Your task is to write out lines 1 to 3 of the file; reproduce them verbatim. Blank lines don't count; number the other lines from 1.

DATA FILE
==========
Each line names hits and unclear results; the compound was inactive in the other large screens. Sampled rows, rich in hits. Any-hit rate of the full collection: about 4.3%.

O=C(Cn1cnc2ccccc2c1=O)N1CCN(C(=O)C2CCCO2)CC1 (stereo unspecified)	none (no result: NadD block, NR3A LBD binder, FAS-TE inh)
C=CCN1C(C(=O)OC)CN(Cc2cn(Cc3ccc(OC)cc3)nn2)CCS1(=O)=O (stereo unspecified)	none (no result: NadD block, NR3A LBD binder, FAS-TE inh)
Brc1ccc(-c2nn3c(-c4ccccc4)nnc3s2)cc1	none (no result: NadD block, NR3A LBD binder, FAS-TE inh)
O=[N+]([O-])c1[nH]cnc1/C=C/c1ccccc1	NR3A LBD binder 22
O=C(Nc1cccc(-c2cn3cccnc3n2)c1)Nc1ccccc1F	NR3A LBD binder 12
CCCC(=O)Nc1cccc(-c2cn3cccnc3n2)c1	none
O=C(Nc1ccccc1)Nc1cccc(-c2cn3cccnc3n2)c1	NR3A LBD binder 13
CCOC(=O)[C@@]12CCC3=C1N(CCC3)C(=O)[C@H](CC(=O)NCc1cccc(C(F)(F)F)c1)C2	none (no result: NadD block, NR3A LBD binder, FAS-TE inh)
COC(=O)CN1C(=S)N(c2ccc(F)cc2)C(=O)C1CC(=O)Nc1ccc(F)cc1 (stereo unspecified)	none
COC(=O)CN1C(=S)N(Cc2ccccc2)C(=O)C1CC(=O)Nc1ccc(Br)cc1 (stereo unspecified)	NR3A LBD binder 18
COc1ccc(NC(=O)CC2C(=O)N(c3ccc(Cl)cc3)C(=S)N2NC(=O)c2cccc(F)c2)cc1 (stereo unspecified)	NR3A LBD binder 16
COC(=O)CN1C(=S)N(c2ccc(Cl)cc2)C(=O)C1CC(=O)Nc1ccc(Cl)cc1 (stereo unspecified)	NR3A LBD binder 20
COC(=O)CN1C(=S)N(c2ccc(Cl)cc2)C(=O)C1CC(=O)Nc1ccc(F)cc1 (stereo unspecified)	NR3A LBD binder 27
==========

Each line names hits and unclear results; the compound was inactive in the other large screens. Sampled rows, rich in hits. Any-hit rate of the full collection: about 4.3%.

O=C(Cn1cnc2ccccc2c1=O)N1CCN(C(=O)C2CCCO2)CC1 (stereo unspecified)	none (no result: NadD block, NR3A LBD binder, FAS-TE inh)
C=CCN1C(C(=O)OC)CN(Cc2cn(Cc3ccc(OC)cc3)nn2)CCS1(=O)=O (stereo unspecified)	none (no result: NadD block, NR3A LBD binder, FAS-TE inh)